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Cycladic art artifacts

Cycladic marble statue - Cycladic idol - Spedos type - Dokathismata type
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Cycladic marble head, late Spedos type, Early Cycladic II, 2500-2400 B.C. From a large reclining figure, sculpted with a lyre shaped head, chin rounded, the long triangular nose well centered, the neck flaring slightly and off set from the head by a shallow groove, 15.9 cm high. Private collection

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Ancient artifacts

Cycladic marble idol of a reclining female, early Spedos type, Early Bronze Age II, 2600-2500 B.C. Stylized nude figure, arms are folded beneath breasts, slender lyre shaped nose and long oval neck, incised details with traces of red pigment and strong root marks. The vast majority of these striking Cycladic idols are female and some archaeologists believe that they express supplication or prayer because their faces look upward, 24.6 cm high. Private collection

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royalathena.com

Cycladic marble figure of a goddess, Early Bronze Age II, 2600-2500 B.C. Of early Spedos type, lying with her arms folded above her pregnant belly, with grooved details in front and in back, and with slightly arched feet, sloping shoulders, tapering neck, and lyre-shaped head with convex facial plane, 27 cm high. Private collection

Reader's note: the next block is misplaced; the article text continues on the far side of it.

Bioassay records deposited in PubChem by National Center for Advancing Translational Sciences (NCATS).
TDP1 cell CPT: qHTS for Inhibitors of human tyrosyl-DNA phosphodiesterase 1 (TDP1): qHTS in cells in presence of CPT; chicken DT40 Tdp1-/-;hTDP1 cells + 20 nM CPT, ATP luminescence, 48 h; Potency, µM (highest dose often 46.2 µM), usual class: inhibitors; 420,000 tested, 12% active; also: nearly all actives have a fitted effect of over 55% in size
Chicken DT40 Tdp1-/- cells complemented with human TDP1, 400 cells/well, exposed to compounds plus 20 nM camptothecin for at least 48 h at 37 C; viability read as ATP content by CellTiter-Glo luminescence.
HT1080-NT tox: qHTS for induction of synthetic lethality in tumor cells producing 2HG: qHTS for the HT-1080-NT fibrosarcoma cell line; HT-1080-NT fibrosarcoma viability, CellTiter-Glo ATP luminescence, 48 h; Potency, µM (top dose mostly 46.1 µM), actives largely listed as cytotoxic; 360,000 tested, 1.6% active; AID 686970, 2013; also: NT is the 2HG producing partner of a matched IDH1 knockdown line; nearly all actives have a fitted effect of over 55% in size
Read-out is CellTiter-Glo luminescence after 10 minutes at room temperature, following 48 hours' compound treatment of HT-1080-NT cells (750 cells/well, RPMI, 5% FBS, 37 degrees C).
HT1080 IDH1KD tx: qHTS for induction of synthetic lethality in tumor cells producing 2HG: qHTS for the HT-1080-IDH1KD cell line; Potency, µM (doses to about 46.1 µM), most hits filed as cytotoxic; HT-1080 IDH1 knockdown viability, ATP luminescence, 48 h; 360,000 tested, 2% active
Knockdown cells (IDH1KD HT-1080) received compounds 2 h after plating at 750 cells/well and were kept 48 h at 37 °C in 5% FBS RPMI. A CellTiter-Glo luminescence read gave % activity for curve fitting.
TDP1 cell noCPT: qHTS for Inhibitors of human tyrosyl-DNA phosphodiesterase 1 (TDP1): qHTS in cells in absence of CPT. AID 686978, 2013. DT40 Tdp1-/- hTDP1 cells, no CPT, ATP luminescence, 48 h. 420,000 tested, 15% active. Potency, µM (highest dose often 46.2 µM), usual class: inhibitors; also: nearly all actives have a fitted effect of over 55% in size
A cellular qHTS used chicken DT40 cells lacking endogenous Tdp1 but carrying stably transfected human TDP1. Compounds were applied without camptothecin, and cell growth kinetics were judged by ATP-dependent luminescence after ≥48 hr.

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sothebys.com

Electrum Kilia type idol, late 4th-3rd millennium B.C. Anatolian. These idols are named after a fi gurine from a site near Gallipoli, in the Chersonese, on the European banks of the Strait of the Dardanelles. Their form is very homogenous, 6 cm to 23 cm, the typology is characterized by a great stability of schema, contrary to the examples of Cycladic statuettes that are partially contemporary and geographically close to Kilia idols, 4.4 cm high. Private collection

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phoenixancientart.com

Cycladic marble figurine of the Dokathismata type, second half of the 3rd millennium B.C. 2400-2100 B.C. Dokathismata type, compared to the statuettes of the Spedos type, the most common and renowned version, characterized by fi nely modeled and somewhat rounded shapes, have a definitely more slender silhouette, sometimes angular, but whose general appearance conveys an impression of formal elegance, 21 cm high. Private collection

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phoenixancientart.com

Cycladic marble figure of a goddess, attributed to the Rodgers Sculptor, Early Bronze Age II, circa 2500-2400 B.C. Lying with her arms folded beneath her breasts, with stout neck, lyre-shaped head, aquiline nose, and high straight forehead, the paint ghost of the left eye visible, 41.3 cm high. Private collection

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Ancient artifacts